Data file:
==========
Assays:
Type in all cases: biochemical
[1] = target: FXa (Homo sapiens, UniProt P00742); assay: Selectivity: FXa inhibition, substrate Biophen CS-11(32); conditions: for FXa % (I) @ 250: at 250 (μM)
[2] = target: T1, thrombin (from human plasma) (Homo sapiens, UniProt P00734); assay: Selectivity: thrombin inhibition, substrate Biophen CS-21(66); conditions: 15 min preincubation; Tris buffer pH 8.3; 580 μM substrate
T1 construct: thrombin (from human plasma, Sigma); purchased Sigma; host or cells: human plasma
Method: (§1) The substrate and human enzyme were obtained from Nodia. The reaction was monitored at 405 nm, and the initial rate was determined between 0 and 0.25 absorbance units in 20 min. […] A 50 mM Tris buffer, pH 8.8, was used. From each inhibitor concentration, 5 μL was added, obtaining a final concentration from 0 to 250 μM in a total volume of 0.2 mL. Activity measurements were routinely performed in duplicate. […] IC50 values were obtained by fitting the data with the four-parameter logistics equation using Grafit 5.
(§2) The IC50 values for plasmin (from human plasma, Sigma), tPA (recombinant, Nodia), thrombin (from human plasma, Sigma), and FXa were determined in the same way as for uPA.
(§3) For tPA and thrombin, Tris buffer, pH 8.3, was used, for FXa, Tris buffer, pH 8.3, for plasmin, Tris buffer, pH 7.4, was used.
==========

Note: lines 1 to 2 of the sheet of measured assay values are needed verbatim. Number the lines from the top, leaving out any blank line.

Assays:
Type in all cases: biochemical